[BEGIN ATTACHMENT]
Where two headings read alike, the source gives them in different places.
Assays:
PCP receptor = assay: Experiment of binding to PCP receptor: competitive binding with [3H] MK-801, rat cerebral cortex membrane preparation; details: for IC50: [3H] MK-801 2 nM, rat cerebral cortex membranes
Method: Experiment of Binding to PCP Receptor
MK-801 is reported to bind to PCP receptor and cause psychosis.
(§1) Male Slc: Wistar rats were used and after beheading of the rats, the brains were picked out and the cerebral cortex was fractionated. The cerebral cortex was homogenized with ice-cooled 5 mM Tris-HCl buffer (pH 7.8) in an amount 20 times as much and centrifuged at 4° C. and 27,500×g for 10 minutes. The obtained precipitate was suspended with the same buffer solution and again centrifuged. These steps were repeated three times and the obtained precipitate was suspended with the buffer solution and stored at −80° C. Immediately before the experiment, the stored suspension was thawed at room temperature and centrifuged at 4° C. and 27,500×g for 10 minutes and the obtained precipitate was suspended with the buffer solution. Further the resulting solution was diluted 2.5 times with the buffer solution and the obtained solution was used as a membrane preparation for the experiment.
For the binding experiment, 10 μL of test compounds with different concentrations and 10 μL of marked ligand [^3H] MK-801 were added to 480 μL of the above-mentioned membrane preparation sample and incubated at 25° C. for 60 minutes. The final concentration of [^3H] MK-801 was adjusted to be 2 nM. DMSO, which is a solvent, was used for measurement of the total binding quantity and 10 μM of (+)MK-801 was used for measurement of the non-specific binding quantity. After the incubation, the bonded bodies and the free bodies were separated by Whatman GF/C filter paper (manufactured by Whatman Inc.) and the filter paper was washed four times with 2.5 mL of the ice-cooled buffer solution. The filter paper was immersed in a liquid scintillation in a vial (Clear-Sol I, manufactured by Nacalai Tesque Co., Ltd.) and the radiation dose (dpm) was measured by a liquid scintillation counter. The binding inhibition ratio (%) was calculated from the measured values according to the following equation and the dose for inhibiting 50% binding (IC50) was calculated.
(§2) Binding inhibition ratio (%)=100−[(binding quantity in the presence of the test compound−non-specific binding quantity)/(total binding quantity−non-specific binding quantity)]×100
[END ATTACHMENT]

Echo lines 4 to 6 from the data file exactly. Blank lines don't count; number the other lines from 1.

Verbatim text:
Method: Experiment of Binding to PCP Receptor
MK-801 is reported to bind to PCP receptor and cause psychosis.
(§1) Male Slc: Wistar rats were used and after beheading of the rats, the brains were picked out and the cerebral cortex was fractionated. The cerebral cortex was homogenized with ice-cooled 5 mM Tris-HCl buffer (pH 7.8) in an amount 20 times as much and centrifuged at 4° C. and 27,500×g for 10 minutes. The obtained precipitate was suspended with the same buffer solution and again centrifuged. These steps were repeated three times and the obtained precipitate was suspended with the buffer solution and stored at −80° C. Immediately before the experiment, the stored suspension was thawed at room temperature and centrifuged at 4° C. and 27,500×g for 10 minutes and the obtained precipitate was suspended with the buffer solution. Further the resulting solution was diluted 2.5 times with the buffer solution and the obtained solution was used as a membrane preparation for the experiment.